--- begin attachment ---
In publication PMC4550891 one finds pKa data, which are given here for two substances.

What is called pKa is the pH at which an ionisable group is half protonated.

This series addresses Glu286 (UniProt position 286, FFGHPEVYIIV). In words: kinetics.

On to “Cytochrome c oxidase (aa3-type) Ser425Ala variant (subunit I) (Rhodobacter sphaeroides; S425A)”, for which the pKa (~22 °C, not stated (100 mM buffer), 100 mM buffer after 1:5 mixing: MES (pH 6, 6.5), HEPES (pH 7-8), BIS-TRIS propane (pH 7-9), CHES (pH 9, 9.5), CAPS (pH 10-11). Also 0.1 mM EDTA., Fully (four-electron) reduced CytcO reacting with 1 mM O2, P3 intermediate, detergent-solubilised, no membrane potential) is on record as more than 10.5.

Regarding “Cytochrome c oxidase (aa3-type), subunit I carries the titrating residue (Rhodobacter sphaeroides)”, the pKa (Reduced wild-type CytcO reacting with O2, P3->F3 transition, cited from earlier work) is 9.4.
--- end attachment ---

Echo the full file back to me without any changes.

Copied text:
In publication PMC4550891 one finds pKa data, which are given here for two substances.

What is called pKa is the pH at which an ionisable group is half protonated.

This series addresses Glu286 (UniProt position 286, FFGHPEVYIIV). In words: kinetics.

On to “Cytochrome c oxidase (aa3-type) Ser425Ala variant (subunit I) (Rhodobacter sphaeroides; S425A)”, for which the pKa (~22 °C, not stated (100 mM buffer), 100 mM buffer after 1:5 mixing: MES (pH 6, 6.5), HEPES (pH 7-8), BIS-TRIS propane (pH 7-9), CHES (pH 9, 9.5), CAPS (pH 10-11). Also 0.1 mM EDTA., Fully (four-electron) reduced CytcO reacting with 1 mM O2, P3 intermediate, detergent-solubilised, no membrane potential) is on record as more than 10.5.

Regarding “Cytochrome c oxidase (aa3-type), subunit I carries the titrating residue (Rhodobacter sphaeroides)”, the pKa (Reduced wild-type CytcO reacting with O2, P3->F3 transition, cited from earlier work) is 9.4.